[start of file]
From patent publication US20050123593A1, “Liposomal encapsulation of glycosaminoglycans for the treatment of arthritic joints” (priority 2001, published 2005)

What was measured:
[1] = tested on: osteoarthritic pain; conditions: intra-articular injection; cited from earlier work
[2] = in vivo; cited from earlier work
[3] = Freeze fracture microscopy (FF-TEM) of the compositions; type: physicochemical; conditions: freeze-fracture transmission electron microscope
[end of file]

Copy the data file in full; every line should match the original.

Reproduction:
From patent publication US20050123593A1, “Liposomal encapsulation of glycosaminoglycans for the treatment of arthritic joints” (priority 2001, published 2005)

What was measured:
[1] = tested on: osteoarthritic pain; conditions: intra-articular injection; cited from earlier work
[2] = in vivo; cited from earlier work
[3] = Freeze fracture microscopy (FF-TEM) of the compositions; type: physicochemical; conditions: freeze-fracture transmission electron microscope